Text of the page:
Thursday, October 7, 2010

Enterprise IPv4 Multicast - Addressing

This is the first in a series of posts about deploying IPv4 multicast within an enterprise.  I'm starting with allocation of multicast group addresses because the way groups get laid out will impact other aspects of the design.

This exercise assumes a large global enterprise running sparse mode PIM with multicast everywhere, and lots of different multicast applications with different relevant scopes.  Some applications will never reach beyond the local link, some will multicast between continents, the others fall somewhere in between.  This design is a scalable framework.  You won't be deploying this whole scheme all at once, but it's helpful to get all of these bits and pieces into place early to allow for room to grow without having to rip things apart later.

I assume we don't have the luxury of using Source Specific Multicast (SSM), a mechanism in which the receivers (or, alternatively, the leaf routers) know the address of the originating endpoints, and ask for them by source IP.  Instead, we'll plan for Any Source Multicast (ASM), which requires the placement, configuration and peering of PIM Rendezvous Points (RPs) to bring together active data flows and interested receivers.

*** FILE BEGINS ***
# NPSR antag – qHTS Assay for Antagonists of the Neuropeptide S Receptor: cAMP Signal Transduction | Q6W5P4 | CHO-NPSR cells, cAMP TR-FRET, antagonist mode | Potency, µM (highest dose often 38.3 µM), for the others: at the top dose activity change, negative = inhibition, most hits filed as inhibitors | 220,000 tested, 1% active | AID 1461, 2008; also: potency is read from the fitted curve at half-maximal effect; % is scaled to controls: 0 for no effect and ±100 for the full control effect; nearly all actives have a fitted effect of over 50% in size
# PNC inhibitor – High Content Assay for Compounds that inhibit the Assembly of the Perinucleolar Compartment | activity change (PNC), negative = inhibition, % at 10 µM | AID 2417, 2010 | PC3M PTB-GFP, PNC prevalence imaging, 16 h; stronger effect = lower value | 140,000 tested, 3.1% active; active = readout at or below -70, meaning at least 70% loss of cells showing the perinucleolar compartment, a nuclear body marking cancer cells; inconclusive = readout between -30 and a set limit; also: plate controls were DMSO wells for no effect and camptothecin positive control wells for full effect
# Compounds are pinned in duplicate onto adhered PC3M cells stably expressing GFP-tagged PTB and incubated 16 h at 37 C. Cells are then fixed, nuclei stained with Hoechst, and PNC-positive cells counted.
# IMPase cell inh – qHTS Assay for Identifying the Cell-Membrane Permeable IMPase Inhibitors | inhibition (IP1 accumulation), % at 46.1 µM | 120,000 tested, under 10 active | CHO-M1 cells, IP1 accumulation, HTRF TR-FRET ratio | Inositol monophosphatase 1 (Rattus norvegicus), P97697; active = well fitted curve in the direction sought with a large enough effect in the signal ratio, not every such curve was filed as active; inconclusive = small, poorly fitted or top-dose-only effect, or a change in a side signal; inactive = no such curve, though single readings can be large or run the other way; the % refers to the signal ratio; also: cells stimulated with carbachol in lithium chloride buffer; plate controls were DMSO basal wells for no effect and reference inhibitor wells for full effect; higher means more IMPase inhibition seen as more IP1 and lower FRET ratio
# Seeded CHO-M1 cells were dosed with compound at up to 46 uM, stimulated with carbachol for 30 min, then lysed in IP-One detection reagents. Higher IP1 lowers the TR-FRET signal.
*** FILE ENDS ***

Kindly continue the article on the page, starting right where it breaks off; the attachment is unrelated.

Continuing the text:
IPv4 Multicast falls into the 224/4 address block: -  Within this range there are sub-ranges used for various purposes, which will drive our assigment decisions:

RFC2365 Administratively Scoped IP Multicast
RFC2365 gives us the "IPv4 Local Scope" 239.255/16.  The only restrictions on the use of this scope is that it not be further subdivided, and that it be the smallest scope in use.  It's perfect for Link-Local multicast applications that won't be routed off-net.  Things like application heartbeat traffic, server load balancing coordination, pricing application backends, etc...  Because this traffic won't be routed, the group addresses can be re-used on different subnets.  Depending on your perspective, this re-use can make your life easier (production and disaster recovery instances of an application can run with the same backend configuration), or more complicated (trying to keep track of exactly what is using on each subnet).  Proceed with caution.